Health burdens of informal care provision and the role of formal home care services: the case of Belgium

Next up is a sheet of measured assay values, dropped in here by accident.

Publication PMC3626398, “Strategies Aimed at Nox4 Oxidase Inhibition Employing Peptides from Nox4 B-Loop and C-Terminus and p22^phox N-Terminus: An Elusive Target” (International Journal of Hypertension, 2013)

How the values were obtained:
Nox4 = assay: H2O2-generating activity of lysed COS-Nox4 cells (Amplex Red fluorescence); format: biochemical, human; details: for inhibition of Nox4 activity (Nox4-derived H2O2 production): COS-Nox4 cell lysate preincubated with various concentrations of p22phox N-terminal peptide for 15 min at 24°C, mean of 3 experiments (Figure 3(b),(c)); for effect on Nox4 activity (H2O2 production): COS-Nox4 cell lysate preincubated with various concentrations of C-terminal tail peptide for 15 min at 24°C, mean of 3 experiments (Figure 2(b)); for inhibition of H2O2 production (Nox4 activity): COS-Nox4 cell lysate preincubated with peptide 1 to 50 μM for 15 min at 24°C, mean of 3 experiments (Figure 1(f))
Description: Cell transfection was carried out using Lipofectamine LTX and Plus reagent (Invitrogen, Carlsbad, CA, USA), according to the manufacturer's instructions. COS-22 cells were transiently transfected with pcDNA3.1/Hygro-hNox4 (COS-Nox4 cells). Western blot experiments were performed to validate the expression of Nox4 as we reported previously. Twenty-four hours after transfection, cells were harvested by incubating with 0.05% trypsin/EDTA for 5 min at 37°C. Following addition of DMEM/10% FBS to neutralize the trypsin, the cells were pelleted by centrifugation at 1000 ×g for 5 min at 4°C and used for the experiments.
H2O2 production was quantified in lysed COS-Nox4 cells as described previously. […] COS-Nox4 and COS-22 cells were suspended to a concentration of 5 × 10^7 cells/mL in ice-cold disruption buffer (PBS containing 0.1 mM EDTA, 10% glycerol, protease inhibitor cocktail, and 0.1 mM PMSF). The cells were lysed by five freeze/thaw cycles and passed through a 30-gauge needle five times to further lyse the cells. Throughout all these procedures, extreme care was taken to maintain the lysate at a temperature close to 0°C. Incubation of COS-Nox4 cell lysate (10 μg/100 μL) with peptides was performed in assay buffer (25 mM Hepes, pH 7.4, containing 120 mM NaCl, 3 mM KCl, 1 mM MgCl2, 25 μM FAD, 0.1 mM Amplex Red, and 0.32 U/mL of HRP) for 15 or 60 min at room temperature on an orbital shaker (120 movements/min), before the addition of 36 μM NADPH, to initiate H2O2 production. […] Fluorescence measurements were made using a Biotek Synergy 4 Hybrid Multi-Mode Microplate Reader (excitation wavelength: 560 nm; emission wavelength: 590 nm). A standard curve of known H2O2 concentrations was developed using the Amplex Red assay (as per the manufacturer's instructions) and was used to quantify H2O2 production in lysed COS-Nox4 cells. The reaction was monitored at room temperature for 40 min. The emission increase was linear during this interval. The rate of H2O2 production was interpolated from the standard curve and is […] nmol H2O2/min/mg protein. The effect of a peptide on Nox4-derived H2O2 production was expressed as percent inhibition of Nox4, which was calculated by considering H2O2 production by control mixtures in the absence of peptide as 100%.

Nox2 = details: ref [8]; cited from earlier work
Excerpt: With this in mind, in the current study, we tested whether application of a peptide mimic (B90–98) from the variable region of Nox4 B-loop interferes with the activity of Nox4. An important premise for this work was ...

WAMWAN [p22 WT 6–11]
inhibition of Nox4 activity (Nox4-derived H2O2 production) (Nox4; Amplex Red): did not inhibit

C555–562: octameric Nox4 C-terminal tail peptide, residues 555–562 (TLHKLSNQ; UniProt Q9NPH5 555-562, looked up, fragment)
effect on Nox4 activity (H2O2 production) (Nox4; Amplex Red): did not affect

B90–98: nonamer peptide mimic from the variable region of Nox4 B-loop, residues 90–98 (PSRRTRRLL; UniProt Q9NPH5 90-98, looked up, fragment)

We investigate with the Belgian data whether elderly caregivers' morbidity increases with the intensity of their involvement. We estimate the effect of different intensities of treatment (i.e. care provision) by combining regression adjustment and inverse probability weighting techniques. In addition, we test whether formal home-based care reduces an elderly patient's intensive dependency on informal supports. We estimate quantile-specific effects of paid medical and non-medical services on informal care. The unconditional quantile regression is implemented where two treatment variables are instrumented by a patient's insurance status and certain macro indicators. Our results show that daily or weekly informal caregiving leads to higher risk of hypertension, heart disease, diabetes and depression. Such an adverse effect is also exhibited in terms of the number of doctor visits and medications. Finally, our results indicate that paid non-medical services can substitute intensive informal care.